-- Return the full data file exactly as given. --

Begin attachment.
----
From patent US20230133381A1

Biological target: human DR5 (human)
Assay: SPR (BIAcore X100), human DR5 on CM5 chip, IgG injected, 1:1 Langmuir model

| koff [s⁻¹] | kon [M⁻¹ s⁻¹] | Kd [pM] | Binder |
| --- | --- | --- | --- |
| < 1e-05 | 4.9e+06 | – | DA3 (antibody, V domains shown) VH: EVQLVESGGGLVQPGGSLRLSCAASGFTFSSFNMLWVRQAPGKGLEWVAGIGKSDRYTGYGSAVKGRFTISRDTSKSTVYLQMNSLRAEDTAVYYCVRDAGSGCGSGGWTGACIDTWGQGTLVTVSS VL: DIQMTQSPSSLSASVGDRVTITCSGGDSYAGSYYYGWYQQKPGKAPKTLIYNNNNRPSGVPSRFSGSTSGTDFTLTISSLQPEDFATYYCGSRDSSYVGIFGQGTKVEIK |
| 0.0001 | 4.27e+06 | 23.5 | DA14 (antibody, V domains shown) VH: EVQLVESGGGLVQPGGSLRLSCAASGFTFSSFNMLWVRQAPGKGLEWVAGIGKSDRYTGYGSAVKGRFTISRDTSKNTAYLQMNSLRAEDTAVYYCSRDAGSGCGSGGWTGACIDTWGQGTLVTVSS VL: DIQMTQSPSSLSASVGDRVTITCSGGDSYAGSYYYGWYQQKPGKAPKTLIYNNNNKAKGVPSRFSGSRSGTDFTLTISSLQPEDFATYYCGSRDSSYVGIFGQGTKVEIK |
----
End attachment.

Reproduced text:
From patent US20230133381A1

Biological target: human DR5 (human)
Assay: SPR (BIAcore X100), human DR5 on CM5 chip, IgG injected, 1:1 Langmuir model

| koff [s⁻¹] | kon [M⁻¹ s⁻¹] | Kd [pM] | Binder |
| --- | --- | --- | --- |
| < 1e-05 | 4.9e+06 | – | DA3 (antibody, V domains shown) VH: EVQLVESGGGLVQPGGSLRLSCAASGFTFSSFNMLWVRQAPGKGLEWVAGIGKSDRYTGYGSAVKGRFTISRDTSKSTVYLQMNSLRAEDTAVYYCVRDAGSGCGSGGWTGACIDTWGQGTLVTVSS VL: DIQMTQSPSSLSASVGDRVTITCSGGDSYAGSYYYGWYQQKPGKAPKTLIYNNNNRPSGVPSRFSGSTSGTDFTLTISSLQPEDFATYYCGSRDSSYVGIFGQGTKVEIK |
| 0.0001 | 4.27e+06 | 23.5 | DA14 (antibody, V domains shown) VH: EVQLVESGGGLVQPGGSLRLSCAASGFTFSSFNMLWVRQAPGKGLEWVAGIGKSDRYTGYGSAVKGRFTISRDTSKNTAYLQMNSLRAEDTAVYYCSRDAGSGCGSGGWTGACIDTWGQGTLVTVSS VL: DIQMTQSPSSLSASVGDRVTITCSGGDSYAGSYYYGWYQQKPGKAPKTLIYNNNNKAKGVPSRFSGSRSGTDFTLTISSLQPEDFATYYCGSRDSSYVGIFGQGTKVEIK |